Thompson Benton Ferguson
Sixth Governor of Oklahoma Territory (1906-1907)
|Born||March 17, 1857|
Polk County, Iowa
|Died||February 14, 1921 63) (aged|
|Occupation||minister, educator, postmaster, newspaper editor and publisher|
|Known for||Territorial Governor of Oklahoma Territory|
Thompson Benton Ferguson (March 17, 1857 –February 14, 1921) was the sixth Governor of Oklahoma Territory.
Ferguson was born on March 17, 1857, near Des Moines, Iowa. The following year, he moved to Emporia, Kansas, with his parents. His mother died in 1860, and his father enlisted in the Union Army at the beginning of the Civil War. He was raised by his older sister, was educated in public schools and by teaching, he was able to finance his course through the Kansas State Normal School at Emporia.An earnest Bible student, he was ordained as a Methodist minister and after a short time moved to Chautauqua County, Kansas. There, Ferguson taught school for nine years and married Elva Shartel on June 9, 1885, in Sedan, Kansas.
In 1889, Ferguson joined the Oklahoma Land Run and staked a claim near Oklahoma City which he later sold and returned to Sedan, Kansas, where he purchased the Sedan Republican and edited it for two years. In October 1892, he moved to Watonga, Oklahoma Territory and established the Watonga Republican newspaper which he continued to publish until his death. He was appointed postmaster of Watonga in 1897.
President Theodore Roosevelt appointed Ferguson as the sixth Governor of Oklahoma Territory and he assumed the office on November 30, 1901. He served until January 5, 1906. Upon retirement, he returned to his residence in Watonga. He made two notable attempts to return to his public service. He was a candidate for U.S. Representative from Oklahoma in 1907and the Republican candidate for Governor of Oklahoma in 1910.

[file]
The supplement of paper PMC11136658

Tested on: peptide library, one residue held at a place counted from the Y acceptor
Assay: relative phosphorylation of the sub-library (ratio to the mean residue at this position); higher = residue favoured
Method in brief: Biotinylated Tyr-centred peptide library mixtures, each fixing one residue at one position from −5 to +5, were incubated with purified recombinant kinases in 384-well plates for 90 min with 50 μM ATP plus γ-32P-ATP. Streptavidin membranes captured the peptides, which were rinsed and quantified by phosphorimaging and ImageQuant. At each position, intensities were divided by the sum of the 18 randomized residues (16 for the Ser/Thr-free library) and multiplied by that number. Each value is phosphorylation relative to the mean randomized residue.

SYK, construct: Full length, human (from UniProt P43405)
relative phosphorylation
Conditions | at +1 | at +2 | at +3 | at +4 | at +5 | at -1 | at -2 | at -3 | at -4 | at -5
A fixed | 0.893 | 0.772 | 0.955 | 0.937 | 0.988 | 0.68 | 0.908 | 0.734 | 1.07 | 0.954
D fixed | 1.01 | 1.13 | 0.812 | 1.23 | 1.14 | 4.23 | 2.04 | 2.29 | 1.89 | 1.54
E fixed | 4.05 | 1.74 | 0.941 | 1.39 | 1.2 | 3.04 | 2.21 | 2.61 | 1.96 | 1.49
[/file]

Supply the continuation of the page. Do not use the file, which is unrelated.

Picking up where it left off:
Ferguson died on February 14, 1921, in Oklahoma City, Oklahoma. After a formal tribute in the Chamber of the House of Representatives, presided over by then-Governor James B. A. Robertson, his remains were returned to Watonga and were interred at Watonga City Cemetery.
Historian John B. Meserve, who summarized the effects of the Territorial Governors in the Chronicles of Oklahoma
...his executive functions were devoted to giving the territory an honest, sober and economical administration. Aside from this sterling service, the regime of Governor Ferguson offered no outstanding features, but it will abide in the annals of history as a most successful tenure. His term of office occasioned less criticism than any of the preceding administrations in the territory. The governor had experienced the hardships and deprivations of the early formative days of the territory and knew the problems which had confronted and still confronted the pioneer folk whose political affairs he was undertaking to guide. He possessed the qualities essential for an executive and with patient but firm resolve gave to the territory a splendid administration and will linger as an outstanding governor of the old territory.
Upon his retirement, he resumed his residence at Watonga and in 1907 made an unsuccessful race for Congress against his Democratic opponent. He continued publishing his newspaper until his death.
Watonga is a city in Blaine County, Oklahoma, United States. It is seventy miles northwest of Oklahoma City. The population was 5,111 at the 2010 census. It is the county seat of Blaine County.
Edward Ferdinand Arn was the 32nd Governor of Kansas from 1951 to 1955.
Payne Harry Ratner was the 28th Governor of Kansas from 1939 to 1943.
John Alexander Martin was the 10th Governor of Kansas.